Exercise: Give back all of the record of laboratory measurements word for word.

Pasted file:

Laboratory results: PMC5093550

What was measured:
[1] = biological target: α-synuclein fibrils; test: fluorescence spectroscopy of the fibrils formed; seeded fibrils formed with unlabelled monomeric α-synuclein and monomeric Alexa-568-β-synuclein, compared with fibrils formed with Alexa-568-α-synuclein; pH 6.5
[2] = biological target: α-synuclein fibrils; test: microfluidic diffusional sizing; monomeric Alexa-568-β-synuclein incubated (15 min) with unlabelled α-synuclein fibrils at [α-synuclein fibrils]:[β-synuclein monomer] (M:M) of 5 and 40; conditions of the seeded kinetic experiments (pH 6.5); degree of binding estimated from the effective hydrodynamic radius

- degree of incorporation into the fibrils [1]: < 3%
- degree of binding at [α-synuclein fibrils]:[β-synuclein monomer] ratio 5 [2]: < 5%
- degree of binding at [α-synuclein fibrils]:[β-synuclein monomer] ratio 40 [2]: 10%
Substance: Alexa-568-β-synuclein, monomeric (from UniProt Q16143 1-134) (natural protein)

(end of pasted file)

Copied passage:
Laboratory results: PMC5093550

What was measured:
[1] = biological target: α-synuclein fibrils; test: fluorescence spectroscopy of the fibrils formed; seeded fibrils formed with unlabelled monomeric α-synuclein and monomeric Alexa-568-β-synuclein, compared with fibrils formed with Alexa-568-α-synuclein; pH 6.5
[2] = biological target: α-synuclein fibrils; test: microfluidic diffusional sizing; monomeric Alexa-568-β-synuclein incubated (15 min) with unlabelled α-synuclein fibrils at [α-synuclein fibrils]:[β-synuclein monomer] (M:M) of 5 and 40; conditions of the seeded kinetic experiments (pH 6.5); degree of binding estimated from the effective hydrodynamic radius

- degree of incorporation into the fibrils [1]: < 3%
- degree of binding at [α-synuclein fibrils]:[β-synuclein monomer] ratio 5 [2]: < 5%
- degree of binding at [α-synuclein fibrils]:[β-synuclein monomer] ratio 40 [2]: 10%
Substance: Alexa-568-β-synuclein, monomeric (from UniProt Q16143 1-134) (natural protein)